Wandering in Woodacre – 17 September 2020

This Date in Art History: Died 17 September 1925 – Carl Eytel, a German-American painter and illustrator.

Below – “Desert near Palm Springs”; “A Rio Grande pueblo”; “California landscape”; “Desert landscape”; “Cliffs at Sunset.”

This Date in Literary History: Born 17 September 1883 – William Carlos Williams, an American poet, short story writer, essayist, and recipient of both the National Book Award and the Pulitzer Prize.

“This is Just to Say”
by William Carlos Williams

I have eaten
the plums
that were in
the icebox

and which
you were probably
for breakfast

Forgive me
they were delicious
so sweet
and so cold

Below – Robert Hunt: “Plums”

Contemporary Canadian Art – Lis Ng

Below – “Peacock Descending A Staircase”; “Housing Gradient”; “Floral Print Gecko”; “Family Portrait”; “Tiger Empress (Tiger Mom In Her Throne).”

This Date in Literary History: Born 17 September 1935 – Ken Kesey, an American novelist, essayist, poet, and author of “One Flew Over The Cuckoo’s Nest.”

Some quotes from the work of Ken Kesey:

“High high in the hills , high in a pine tree bed.
She’s tracing the wind with that old hand, counting the clouds with that old chant,
Three geese in a flock
one flew east
one flew west
one flew over the cuckoo’s nest”
“It isn’t by getting out of the world that we become enlightened, but by getting into the world…by getting so tuned in that we can ride the waves of our existence and never get tossed because we become the waves.”
“You can’t really be strong until you can see a funny side to things.”
“I lay in bed the night before the fishing trip and thought it over, about my being deaf, about the years of not letting on I heard what was said, and I wonder if I can ever act any other way again. But I remembered one thing: it wasn’t me that started acting deaf; it was people that first started acting like I was too dumb to hear or see or say anything at all.”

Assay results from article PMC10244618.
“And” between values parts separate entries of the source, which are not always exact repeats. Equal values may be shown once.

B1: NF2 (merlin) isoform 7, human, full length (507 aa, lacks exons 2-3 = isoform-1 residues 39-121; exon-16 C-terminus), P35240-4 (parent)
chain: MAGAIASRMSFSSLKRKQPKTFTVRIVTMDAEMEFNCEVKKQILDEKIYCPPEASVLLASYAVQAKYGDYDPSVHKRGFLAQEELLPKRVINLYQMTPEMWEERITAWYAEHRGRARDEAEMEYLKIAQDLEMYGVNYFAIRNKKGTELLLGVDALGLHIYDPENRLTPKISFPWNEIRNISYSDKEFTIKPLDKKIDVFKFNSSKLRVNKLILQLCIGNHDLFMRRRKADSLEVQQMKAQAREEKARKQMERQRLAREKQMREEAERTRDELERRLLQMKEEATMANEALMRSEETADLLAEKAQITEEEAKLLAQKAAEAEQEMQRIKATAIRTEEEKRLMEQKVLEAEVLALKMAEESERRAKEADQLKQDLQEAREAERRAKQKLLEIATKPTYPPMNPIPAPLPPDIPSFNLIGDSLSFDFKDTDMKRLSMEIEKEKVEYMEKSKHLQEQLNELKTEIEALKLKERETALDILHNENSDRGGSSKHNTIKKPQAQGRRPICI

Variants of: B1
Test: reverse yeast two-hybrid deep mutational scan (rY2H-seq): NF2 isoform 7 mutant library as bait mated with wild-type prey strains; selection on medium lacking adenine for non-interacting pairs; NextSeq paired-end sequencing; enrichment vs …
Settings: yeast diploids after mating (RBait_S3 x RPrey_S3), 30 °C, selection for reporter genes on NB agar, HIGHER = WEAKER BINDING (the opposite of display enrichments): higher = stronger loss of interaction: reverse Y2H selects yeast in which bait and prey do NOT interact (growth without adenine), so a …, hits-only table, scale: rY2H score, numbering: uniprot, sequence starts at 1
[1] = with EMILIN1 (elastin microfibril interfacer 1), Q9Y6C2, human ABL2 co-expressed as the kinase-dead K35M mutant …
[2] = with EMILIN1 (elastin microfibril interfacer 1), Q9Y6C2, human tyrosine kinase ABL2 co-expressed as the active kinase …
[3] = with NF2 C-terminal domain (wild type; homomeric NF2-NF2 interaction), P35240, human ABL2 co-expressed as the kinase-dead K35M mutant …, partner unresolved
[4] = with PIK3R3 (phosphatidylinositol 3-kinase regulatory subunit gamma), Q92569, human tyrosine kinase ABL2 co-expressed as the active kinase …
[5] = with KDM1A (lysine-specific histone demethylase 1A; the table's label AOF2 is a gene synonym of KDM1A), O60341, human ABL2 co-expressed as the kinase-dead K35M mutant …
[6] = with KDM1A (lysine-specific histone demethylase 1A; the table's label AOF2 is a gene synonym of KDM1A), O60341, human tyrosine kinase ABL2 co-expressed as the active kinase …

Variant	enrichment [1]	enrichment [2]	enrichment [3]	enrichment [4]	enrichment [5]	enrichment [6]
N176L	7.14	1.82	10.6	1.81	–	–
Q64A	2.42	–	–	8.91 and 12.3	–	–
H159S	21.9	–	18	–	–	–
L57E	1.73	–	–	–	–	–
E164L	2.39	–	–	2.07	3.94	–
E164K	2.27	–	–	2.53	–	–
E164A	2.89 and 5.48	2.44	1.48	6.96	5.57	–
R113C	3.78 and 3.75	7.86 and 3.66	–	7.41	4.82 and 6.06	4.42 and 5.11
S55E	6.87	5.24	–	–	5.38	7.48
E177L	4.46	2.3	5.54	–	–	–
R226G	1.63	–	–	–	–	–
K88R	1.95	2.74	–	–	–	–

“But it’s the truth even if it didn’t happen.”
“The answer is never the answer. What’s really interesting is the mystery. If you seek the mystery instead of the answer, you’ll always be seeking. I’ve never seen anybody really find the answer. They think they have, so they stop thinking. But the job is to seek mystery, evoke mystery, plant a garden in which strange plants grow and mysteries bloom. The need for mystery is greater than the need for an answer.”
“To hell with facts! We need stories!”

Contemporary Ukrainian Art – Anastasia Grace

Below – “Wish you were here”; “Flower Dreams”; “Yes, I am French”; “Waiting for a perfect man”; “They call me the Wild Rose”; “Red hat on vacation.”

This Date in Literary History: Born 17 September 1939 – Carl Dennis, an American poet and recipient of the Pulitzer Prize.

“Progressive Health”
by Carl Dennis

We here at Progressive Health would like to thank you
For being one of the generous few who’ve promised
To bequeath your vital organs to whoever needs them.

Now we’d like to give you the opportunity
To step out far in front of the other donors
By acting a little sooner than you expected,

Tomorrow, to be precise, the day you’re scheduled
To come in for your yearly physical. Six patients
Are waiting this very minute in intensive care

Who will likely die before another liver
And spleen and pairs of lungs and kidneys
Match theirs as closely as yours do. Twenty years,